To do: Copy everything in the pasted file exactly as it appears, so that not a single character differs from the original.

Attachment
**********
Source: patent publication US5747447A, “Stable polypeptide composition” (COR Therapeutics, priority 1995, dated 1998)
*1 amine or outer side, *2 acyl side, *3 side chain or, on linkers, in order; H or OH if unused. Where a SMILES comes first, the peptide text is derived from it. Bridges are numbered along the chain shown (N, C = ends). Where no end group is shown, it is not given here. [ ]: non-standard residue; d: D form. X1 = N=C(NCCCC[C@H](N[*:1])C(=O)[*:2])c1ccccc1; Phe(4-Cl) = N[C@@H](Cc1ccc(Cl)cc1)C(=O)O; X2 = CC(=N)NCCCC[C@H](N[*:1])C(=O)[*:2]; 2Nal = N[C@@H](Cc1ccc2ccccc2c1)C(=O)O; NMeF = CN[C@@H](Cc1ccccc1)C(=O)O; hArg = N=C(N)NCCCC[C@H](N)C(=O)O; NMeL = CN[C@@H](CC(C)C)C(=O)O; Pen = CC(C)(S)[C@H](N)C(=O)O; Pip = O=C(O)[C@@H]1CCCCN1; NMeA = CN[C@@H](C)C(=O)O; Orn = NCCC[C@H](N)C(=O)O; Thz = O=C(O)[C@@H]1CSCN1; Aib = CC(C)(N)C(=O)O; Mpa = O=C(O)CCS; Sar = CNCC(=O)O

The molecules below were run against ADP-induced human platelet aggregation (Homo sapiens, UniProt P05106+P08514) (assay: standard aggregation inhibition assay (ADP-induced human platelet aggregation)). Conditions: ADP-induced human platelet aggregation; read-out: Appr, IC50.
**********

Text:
Source: patent publication US5747447A, “Stable polypeptide composition” (COR Therapeutics, priority 1995, dated 1998)
*1 amine or outer side, *2 acyl side, *3 side chain or, on linkers, in order; H or OH if unused. Where a SMILES comes first, the peptide text is derived from it. Bridges are numbered along the chain shown (N, C = ends). Where no end group is shown, it is not given here. [ ]: non-standard residue; d: D form. X1 = N=C(NCCCC[C@H](N[*:1])C(=O)[*:2])c1ccccc1; Phe(4-Cl) = N[C@@H](Cc1ccc(Cl)cc1)C(=O)O; X2 = CC(=N)NCCCC[C@H](N[*:1])C(=O)[*:2]; 2Nal = N[C@@H](Cc1ccc2ccccc2c1)C(=O)O; NMeF = CN[C@@H](Cc1ccccc1)C(=O)O; hArg = N=C(N)NCCCC[C@H](N)C(=O)O; NMeL = CN[C@@H](CC(C)C)C(=O)O; Pen = CC(C)(S)[C@H](N)C(=O)O; Pip = O=C(O)[C@@H]1CCCCN1; NMeA = CN[C@@H](C)C(=O)O; Orn = NCCC[C@H](N)C(=O)O; Thz = O=C(O)[C@@H]1CSCN1; Aib = CC(C)(N)C(=O)O; Mpa = O=C(O)CCS; Sar = CNCC(=O)O

The molecules below were run against ADP-induced human platelet aggregation (Homo sapiens, UniProt P05106+P08514) (assay: standard aggregation inhibition assay (ADP-induced human platelet aggregation)). Conditions: ADP-induced human platelet aggregation; read-out: Appr, IC50.